June 28, 2017

The tide is turning in favor of saltwater fish. As many retailers know, the saltwater fish category as a whole often suffers from an image problem. Getting into the marine side of things has the reputation of being expensive, too much work and too hard to find success. But thanks to new aquarium kits, heartier fish and other innovations, the saltwater category is shaking its somewhat undeserved reputation, and more people are finding out first-hand the rewards of keeping saltwater fish.

All-in-One Convenience
One way to make it easy for customers to get started on the saltwater side of things is to offer aquarium kits, taking some of the guess work out of what equipment to buy. Another fear that often keeps beginners from embarking on saltwater fishkeeping is the initial start-up cost. The reality is that, whether you’re keeping freshwater or saltwater fish, you can spend hundreds of dollars on equipment if you choose to go with high-end purchases. But all-in-one kits help group the necessary tools together in a relatively affordable package.

Taking advantage of the growing interest in nano tanks, the Evo 12 from Fluval brings the nano world to saltwater fishkeeping. At 13½ gallons, the small size is easily manageable for people starting out with saltwater. It is also appealing for longtime hobbyists who might want an additional aquarium for a specialized type of set up.

“There’s a misconception that it’s expensive to get into saltwater fishkeeping, and we’re defying that with this kit,” said Chris LeRose, aquatics division manager at Rolf C. Hagen USA Corp. “Our kit retails at $199 or less, which makes it good for the customer who wants to get into saltwater but doesn’t want to go huge.”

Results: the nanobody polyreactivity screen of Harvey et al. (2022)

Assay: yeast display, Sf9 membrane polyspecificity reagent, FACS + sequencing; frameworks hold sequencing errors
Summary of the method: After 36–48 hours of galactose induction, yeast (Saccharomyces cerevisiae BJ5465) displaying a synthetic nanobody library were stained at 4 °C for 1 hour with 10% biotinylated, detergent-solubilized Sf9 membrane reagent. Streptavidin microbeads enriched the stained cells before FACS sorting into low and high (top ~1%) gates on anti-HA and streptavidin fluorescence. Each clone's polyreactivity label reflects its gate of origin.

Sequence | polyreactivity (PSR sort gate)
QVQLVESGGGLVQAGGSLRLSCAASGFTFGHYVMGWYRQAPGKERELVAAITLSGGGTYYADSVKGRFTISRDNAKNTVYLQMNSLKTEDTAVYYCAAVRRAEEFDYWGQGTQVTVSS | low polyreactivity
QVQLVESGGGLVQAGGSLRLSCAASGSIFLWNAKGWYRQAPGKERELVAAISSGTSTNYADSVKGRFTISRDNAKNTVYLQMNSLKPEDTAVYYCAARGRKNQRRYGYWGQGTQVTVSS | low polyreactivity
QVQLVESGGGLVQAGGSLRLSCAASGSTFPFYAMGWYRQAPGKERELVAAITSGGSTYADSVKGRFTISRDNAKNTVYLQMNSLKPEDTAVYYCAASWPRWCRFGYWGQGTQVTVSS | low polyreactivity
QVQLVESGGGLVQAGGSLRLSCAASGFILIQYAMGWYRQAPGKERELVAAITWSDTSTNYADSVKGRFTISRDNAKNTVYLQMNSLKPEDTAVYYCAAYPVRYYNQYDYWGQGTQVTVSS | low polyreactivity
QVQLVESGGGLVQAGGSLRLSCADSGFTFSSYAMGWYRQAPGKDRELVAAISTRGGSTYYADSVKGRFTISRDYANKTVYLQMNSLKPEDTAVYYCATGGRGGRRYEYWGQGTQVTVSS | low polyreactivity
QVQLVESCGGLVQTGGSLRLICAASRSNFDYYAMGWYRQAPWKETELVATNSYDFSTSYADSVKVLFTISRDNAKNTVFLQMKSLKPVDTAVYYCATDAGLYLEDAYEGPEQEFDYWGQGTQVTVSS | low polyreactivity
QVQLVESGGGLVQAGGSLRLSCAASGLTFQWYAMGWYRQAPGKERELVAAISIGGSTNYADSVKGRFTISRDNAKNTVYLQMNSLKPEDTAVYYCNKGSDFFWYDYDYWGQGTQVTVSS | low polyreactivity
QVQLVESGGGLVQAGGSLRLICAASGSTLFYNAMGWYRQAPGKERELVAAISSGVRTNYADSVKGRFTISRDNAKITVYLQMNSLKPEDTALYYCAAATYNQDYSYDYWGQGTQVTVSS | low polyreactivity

The Evo 12 kit includes LED lighting and a filter with a pump.

“We’ve also come out with a mini-protein skimmer for the smaller size aquarium,” LeRose said.

The PS2 Mini Protein Skimmer is designed for aquariums of five to 20 gallons and has a modular design for easy access and cleaning.

Coralife LED BioCubes also offer an all-in-one option. The line was recently improved by adding two inches to the two available sizes, bringing them up to 16 and 32 gallons. This kit includes an LED light with a 24-hour timer, a filter and a submersible pump.

“We have found that products that allow marine aquarists to successfully and conveniently manage their aquariums are popular, which is what helped lead us to develop the BioCube kit,” said Andy Hudson, R&D product designer for Central Garden & Pet.

Feeding Made Easy
Another misconception being shattered is that feeding saltwater fish is complicated and messy. New packaging options means there’s no more messy thawing to endure—it’s as easy as popping open a packet and putting it in the aquarium. Omega Sea has introduced a line of stand-up pouches, each containing 30 individual pods, in four varieties: mysis shrimp, super or premium brine shrimp and blood worms. These were designed to provide perfect portion control in a fast, clean package.

Flat packs are another convenient packaging option for frozen foods, offered by both Omega Sea and Ocean Nutrition. New options in flat packs from Ocean Nutrition include Reef Formula One and Two, Fish Only Formula and Predator Formula, introduced in response to the changing landscape of the marine hobby.

“We’ve seen more people having large mixed-reef aquariums, large fish-only aquariums or large predatory marine fish, and these products will help people provide the proper nutrition for their specific aquarium,” said Jason Oneppo, research and development manager at San Francisco Bay Brand and Ocean Nutrition Americas.